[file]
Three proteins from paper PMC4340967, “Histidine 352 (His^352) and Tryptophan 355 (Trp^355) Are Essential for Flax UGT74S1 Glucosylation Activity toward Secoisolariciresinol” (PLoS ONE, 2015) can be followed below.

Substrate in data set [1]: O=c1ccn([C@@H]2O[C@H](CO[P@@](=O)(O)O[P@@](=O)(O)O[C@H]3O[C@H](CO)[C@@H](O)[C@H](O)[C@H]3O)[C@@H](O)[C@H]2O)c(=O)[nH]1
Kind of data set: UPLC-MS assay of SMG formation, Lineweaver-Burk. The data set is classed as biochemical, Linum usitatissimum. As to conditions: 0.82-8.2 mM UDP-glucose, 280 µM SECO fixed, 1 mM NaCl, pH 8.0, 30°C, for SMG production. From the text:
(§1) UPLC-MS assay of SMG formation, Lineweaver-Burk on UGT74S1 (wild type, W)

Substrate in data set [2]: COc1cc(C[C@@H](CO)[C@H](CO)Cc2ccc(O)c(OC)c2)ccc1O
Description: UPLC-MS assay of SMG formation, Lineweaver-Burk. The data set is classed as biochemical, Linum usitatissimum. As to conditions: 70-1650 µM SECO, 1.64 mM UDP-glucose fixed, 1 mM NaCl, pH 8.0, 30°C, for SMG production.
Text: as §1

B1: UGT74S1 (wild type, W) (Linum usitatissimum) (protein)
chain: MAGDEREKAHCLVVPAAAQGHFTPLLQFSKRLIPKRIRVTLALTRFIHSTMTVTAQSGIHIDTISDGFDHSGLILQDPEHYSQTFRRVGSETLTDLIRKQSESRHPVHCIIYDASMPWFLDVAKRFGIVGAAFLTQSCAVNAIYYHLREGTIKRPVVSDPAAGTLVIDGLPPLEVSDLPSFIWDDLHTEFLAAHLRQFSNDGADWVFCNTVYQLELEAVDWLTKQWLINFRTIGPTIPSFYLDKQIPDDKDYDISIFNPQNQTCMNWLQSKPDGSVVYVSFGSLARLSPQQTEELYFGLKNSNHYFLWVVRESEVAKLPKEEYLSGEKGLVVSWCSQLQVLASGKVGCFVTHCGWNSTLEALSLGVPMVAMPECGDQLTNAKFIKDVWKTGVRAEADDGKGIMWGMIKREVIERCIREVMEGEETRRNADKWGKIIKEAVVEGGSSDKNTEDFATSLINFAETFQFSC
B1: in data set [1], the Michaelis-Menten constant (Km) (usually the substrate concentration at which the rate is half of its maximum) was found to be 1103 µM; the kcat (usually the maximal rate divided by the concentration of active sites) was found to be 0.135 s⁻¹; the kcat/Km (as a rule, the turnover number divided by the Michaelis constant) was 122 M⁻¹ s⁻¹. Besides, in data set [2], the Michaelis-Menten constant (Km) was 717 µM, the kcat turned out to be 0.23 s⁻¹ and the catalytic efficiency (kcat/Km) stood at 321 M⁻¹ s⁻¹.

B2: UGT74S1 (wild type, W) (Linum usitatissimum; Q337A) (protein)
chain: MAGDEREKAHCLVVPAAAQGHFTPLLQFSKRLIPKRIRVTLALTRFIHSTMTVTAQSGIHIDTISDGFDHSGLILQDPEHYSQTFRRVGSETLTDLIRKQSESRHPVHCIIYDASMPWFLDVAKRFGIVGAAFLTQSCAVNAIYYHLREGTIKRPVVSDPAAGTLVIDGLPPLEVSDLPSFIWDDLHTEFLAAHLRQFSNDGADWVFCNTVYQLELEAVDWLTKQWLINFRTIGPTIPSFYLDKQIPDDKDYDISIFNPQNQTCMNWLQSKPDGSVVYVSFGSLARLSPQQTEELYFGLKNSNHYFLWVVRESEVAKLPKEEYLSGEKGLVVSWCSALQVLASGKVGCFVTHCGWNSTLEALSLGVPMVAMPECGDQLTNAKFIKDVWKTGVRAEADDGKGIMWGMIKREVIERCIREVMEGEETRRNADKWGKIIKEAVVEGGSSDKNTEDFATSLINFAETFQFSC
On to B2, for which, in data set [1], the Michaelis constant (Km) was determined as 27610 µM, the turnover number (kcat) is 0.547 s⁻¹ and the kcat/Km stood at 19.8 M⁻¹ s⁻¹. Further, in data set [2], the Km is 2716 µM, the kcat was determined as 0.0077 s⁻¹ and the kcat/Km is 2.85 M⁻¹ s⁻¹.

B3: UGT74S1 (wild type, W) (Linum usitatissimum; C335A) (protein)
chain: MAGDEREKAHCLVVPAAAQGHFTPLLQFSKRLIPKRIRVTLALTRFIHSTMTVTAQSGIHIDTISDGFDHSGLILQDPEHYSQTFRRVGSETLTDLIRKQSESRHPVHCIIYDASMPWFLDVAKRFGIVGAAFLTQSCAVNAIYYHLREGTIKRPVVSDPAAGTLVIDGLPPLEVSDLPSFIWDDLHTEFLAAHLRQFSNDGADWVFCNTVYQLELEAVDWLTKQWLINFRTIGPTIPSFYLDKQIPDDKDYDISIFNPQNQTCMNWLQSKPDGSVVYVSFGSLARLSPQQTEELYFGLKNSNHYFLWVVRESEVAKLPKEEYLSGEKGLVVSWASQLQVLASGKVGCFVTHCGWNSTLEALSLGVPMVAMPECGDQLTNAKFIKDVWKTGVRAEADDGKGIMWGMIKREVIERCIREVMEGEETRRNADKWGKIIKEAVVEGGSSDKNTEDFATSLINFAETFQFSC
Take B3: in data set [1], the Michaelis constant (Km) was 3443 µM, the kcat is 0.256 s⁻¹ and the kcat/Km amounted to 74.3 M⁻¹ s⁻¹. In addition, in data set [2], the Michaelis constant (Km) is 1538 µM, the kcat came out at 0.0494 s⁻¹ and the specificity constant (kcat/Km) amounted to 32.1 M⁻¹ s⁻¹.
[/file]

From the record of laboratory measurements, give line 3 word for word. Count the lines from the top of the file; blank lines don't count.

Kind of data set: UPLC-MS assay of SMG formation, Lineweaver-Burk. The data set is classed as biochemical, Linum usitatissimum. As to conditions: 0.82-8.2 mM UDP-glucose, 280 µM SECO fixed, 1 mM NaCl, pH 8.0, 30°C, for SMG production. From the text: